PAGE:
Let us make one or two general observations suggested by the subject.

In the first place, what a great, I had almost said, august, duty is that which lies upon the church of God, and upon Christian men individually! What a grandeur there is about the idea that God, so to speak, has committed his character into our hands! God says to his professing church, “ The world lieth in wickedness: the men that love the world are enemies to me; they are all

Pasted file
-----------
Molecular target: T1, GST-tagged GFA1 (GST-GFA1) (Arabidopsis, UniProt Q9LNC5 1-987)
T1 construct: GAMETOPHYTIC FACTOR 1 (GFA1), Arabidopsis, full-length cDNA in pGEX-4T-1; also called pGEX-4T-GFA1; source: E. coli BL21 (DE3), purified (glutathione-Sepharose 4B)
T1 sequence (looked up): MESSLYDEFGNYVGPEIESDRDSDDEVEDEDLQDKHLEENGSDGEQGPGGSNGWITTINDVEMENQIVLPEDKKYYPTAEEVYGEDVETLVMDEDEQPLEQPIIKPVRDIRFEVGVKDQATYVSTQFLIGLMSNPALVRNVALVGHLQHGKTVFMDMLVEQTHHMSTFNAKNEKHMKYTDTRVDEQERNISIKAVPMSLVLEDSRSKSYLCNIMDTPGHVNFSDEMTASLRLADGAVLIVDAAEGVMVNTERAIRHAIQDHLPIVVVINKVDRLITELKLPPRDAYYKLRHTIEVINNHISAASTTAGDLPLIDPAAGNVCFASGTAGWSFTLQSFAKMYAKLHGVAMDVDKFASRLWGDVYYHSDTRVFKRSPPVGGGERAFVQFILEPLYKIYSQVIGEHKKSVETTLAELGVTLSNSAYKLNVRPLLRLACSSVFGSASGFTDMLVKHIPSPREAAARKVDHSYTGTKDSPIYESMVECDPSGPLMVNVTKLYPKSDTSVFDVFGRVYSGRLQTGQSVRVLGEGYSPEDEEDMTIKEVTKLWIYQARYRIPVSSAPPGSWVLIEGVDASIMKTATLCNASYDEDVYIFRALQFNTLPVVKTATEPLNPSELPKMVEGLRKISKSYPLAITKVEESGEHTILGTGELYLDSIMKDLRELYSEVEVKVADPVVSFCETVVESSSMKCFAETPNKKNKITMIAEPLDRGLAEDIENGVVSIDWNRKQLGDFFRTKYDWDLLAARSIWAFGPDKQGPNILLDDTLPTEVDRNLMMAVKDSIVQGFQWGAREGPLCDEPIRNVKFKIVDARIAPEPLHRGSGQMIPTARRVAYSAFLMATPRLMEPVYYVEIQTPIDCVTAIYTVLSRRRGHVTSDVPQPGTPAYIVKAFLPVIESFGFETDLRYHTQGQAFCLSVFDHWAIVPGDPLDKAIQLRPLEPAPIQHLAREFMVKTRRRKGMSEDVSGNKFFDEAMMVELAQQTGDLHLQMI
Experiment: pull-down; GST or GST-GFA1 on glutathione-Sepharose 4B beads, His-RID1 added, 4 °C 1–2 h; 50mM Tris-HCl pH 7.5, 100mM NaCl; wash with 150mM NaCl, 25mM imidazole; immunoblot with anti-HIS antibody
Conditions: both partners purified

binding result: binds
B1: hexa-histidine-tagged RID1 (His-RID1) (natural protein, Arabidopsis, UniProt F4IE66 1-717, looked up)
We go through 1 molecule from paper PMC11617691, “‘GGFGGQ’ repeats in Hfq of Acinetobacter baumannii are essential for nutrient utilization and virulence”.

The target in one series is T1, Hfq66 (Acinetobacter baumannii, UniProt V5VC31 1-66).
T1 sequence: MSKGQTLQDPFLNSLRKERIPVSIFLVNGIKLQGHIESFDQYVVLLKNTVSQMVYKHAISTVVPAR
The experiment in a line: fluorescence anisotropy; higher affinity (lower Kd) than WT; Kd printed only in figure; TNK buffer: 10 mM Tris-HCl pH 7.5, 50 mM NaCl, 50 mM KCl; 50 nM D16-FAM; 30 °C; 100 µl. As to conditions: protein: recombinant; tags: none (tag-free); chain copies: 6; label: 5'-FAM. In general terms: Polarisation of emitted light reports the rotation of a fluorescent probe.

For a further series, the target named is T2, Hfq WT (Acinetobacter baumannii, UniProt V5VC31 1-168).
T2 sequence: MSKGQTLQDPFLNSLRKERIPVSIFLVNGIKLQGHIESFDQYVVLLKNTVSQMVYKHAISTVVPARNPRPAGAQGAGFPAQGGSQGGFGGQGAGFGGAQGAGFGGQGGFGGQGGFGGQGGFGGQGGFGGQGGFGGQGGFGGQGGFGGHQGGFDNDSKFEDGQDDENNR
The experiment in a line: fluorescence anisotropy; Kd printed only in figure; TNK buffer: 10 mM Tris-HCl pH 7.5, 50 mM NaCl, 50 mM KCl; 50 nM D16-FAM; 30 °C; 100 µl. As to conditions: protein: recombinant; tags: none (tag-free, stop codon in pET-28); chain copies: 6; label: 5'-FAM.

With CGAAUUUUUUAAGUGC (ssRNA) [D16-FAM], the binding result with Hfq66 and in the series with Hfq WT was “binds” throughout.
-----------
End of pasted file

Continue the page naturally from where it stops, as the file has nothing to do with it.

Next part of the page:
after their vanities, their idols, and their covetousness: they have thrust me from my own domain; they refuse me my due. I put my character into your hands; I expect you to stand up and assert my right to reign-assert, by all you do, that I am God, and by showing that I have your hearts, give a testimony that I have a right to every heart. I leave the matter with you; I put myself in your power and hands: stand up; be my witness before the world.” There is